The National Catholic Review
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I glanced at the clock on the small table between the bed and the rocking chair: 6:45 a.m. It was Saturday of Labor Day weekend, but every day felt drowned in the monotony of motherhood. The baby would need to be nursed soon. I rolled onto my back to say my morning rule of prayer, at least the parts I could recall without the Christian Orthodox prayer book, but felt completely unmoved. I sighed, asked the Lord to help me pray, and blessed myself, then turned to bless my husband. His eyes peeped open, my right hand in midair. I smiled at him.

“Read your essay about me,” he mumbled. My smile melted. I had written countless essays about him that expressed my love. Recently, however, I wanted to write down my feelings about family things in general. I wondered what it meant to lose the magic of romance, the thrill of love, the energy of marriage; it was easier in the beginning, only seven years ago.

I knew it wasn’t circumstance that tested my emotions, though having money and time to share with him might have seemed a balm. Love was layered. It seemed the deeper we trod through the strata of our life, the more our feelings could turn cool. Yet besides my husband, there was the smooth cheek of our newborn, the bell-like giggles of our toddler, the afternoon breeze floating through our kitchen with a hint of garlic. He was the only man who felt the silence of my breath against his bare shoulder. Faith was loving him.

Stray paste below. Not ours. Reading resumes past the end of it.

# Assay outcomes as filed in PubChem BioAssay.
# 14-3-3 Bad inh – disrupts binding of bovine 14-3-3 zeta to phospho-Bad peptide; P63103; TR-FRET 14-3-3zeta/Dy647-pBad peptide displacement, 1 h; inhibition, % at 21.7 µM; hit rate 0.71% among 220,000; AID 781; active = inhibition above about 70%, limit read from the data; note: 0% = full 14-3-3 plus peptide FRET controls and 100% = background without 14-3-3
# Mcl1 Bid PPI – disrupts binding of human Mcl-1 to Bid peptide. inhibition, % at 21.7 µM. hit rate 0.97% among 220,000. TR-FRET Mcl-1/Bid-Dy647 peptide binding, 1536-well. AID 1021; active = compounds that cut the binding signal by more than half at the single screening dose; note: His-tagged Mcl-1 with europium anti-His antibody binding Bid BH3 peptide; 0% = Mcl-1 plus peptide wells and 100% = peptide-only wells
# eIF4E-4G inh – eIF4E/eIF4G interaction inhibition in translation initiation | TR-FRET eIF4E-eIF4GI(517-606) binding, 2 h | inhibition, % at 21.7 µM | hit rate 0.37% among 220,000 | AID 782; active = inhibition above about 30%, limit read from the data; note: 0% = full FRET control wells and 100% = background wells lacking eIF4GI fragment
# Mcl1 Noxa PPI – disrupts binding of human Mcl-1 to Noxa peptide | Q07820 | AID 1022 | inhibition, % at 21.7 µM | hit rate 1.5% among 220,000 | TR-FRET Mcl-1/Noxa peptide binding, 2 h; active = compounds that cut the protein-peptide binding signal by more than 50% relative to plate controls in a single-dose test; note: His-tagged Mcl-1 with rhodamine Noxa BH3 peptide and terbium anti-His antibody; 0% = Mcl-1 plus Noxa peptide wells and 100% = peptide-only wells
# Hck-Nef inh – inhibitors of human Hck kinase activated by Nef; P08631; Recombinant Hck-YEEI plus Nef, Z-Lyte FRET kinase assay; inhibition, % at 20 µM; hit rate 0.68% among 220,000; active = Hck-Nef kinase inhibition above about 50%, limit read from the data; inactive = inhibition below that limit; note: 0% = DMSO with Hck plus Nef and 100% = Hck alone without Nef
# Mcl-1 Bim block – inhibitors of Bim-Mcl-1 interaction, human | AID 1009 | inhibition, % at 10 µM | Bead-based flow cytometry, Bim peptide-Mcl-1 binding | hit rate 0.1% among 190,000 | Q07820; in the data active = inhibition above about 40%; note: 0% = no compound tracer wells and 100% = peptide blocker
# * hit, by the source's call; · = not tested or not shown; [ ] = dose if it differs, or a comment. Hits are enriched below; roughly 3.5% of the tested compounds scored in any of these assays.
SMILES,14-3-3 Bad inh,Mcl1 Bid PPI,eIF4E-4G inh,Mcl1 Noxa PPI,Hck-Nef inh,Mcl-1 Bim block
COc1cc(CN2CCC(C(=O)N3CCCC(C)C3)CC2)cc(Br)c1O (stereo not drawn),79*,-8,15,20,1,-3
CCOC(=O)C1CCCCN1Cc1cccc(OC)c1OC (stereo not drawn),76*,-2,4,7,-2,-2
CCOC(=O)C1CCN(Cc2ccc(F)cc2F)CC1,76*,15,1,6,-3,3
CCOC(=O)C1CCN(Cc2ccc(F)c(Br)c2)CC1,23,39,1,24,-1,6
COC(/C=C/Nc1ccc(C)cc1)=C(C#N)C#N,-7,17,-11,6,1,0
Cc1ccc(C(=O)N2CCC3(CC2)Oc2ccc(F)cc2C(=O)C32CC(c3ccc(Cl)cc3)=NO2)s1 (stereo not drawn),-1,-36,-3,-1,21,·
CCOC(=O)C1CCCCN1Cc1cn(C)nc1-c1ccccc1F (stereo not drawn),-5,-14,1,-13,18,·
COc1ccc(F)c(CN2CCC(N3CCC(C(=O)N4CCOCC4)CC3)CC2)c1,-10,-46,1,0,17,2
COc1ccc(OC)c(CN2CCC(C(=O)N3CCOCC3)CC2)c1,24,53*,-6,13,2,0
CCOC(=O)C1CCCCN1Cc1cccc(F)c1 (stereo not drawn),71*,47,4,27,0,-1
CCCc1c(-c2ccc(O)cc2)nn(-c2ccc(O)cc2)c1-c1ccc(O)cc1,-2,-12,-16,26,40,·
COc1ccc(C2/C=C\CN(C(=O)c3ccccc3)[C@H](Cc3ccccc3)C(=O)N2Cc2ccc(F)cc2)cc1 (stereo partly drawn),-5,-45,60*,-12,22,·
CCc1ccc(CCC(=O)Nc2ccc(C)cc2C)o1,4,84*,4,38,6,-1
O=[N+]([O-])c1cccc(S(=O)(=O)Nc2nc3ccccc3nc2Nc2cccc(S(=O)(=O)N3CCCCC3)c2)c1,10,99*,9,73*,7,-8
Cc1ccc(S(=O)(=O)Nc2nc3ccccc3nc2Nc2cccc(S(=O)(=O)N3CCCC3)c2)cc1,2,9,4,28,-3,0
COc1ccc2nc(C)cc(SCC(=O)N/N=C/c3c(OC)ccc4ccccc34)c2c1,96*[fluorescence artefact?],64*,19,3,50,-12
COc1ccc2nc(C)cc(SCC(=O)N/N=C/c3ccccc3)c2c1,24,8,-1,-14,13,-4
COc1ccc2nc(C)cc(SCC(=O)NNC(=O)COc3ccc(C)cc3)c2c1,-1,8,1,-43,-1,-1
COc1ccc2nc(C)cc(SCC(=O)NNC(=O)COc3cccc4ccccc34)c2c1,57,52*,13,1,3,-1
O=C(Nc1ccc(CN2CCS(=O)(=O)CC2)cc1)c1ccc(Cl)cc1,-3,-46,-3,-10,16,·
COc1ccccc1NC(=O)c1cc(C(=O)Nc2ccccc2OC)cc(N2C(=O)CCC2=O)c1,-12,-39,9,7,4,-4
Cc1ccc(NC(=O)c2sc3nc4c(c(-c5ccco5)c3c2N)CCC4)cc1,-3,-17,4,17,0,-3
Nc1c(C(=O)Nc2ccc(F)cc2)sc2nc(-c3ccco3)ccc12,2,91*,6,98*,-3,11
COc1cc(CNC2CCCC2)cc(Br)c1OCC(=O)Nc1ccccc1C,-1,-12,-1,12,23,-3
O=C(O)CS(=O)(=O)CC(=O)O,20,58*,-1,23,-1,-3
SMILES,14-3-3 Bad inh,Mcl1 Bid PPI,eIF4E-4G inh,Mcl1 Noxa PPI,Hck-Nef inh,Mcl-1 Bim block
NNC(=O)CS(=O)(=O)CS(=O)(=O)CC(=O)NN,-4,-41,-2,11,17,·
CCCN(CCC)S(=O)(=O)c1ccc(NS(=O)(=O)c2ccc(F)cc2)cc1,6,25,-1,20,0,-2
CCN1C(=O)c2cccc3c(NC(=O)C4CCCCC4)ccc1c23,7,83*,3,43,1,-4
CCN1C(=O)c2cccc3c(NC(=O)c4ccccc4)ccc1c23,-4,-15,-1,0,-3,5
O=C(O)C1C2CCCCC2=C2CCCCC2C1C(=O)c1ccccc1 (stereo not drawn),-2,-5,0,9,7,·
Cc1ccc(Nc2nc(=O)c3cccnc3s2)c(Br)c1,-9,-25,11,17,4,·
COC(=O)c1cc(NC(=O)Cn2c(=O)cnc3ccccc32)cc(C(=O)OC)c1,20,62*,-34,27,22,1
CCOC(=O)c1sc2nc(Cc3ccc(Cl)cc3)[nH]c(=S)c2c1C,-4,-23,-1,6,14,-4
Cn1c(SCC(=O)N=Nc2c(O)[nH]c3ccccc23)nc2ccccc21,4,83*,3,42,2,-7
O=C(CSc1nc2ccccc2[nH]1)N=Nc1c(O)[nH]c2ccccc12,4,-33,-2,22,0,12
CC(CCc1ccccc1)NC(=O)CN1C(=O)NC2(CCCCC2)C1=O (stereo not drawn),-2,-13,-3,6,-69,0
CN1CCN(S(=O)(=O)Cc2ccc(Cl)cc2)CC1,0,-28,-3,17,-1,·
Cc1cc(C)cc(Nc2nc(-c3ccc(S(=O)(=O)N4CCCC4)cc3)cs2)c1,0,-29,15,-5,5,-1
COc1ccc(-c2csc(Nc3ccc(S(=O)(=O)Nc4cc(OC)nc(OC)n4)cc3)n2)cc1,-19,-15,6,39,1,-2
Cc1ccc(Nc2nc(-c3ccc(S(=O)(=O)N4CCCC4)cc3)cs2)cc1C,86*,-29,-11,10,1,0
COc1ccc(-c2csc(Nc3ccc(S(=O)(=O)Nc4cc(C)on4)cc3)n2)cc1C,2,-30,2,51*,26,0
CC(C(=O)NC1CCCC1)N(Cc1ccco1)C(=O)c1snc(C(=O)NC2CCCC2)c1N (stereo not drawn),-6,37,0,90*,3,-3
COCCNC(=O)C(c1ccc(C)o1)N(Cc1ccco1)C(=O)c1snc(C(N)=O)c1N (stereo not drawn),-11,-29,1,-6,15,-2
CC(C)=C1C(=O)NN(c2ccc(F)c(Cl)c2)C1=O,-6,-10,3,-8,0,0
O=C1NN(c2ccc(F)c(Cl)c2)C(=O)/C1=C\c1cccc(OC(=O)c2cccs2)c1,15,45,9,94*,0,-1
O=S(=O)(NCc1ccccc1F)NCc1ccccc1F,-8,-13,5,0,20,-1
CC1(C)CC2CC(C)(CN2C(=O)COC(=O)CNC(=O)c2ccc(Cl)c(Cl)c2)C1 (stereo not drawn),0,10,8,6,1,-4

The air this day was crisp, the tips of trees beginning to darken with the end of summer. An American flag flapped from our chipped white doorpost, honoring Labor Day and the war in Iraq—five years and still rolling on. My husband and toddler went fishing on Lake Erie in my father’s small aluminum boat. I sat cross-legged on the carpet in the living room beside our four-month-old, intently slobbering over his fists, kicking tiny toes in the air. Then I began reading an account of the Orthodox saint, Mother Mary of Egypt.

A Desert Experience

As the story went, a monk had lived at a monastery since childhood and thought he had attained spiritual perfection. He went on a pilgrimage into the desert and discovered a woman, naked and dark with white, wool-like hair. The vision brought him unspeakable joy. He knew she would illumine truth that would somehow strengthen his faith in God.

The woman shared with the monk the story of her life. She said she had wandered the desert for 47 years, after living in Egypt as a prostitute. When she had been in the world, she had satisfied great lusts for wine and men, food and every pleasure that consumed the flesh. One day she saw a group of Egyptians hurrying to the sea on a journey to Jerusalem for the feast of the Elevation of the Honorable Cross. She followed, hoping to sleep with young men on the pilgrimage, and was successful in her pursuit. She followed the people to church once the hour came for the Elevation of the Cross, but a power kept her from entering the sanctuary. At once she realized her sinfulness. She tried to enter four times before praying that the Mother of God allow her to repent and enter. Once inside the church, she vowed to live her life completely in honor of God. In that very moment when she chose to believe, her faith became alive.

While alone in the desert she had longed for the pleasures of the world. Though faith burned within her, so did doubt and temptations to return to the world. Yet the woman continued on and fed on incorruptible food—the hope of salvation, as she told the monk. When the monk asked how she knew the Psalms, as she had no Bible and had never been taught from Scripture, she said that the Word of God, living and active, itself imparts knowledge (Heb 4:12).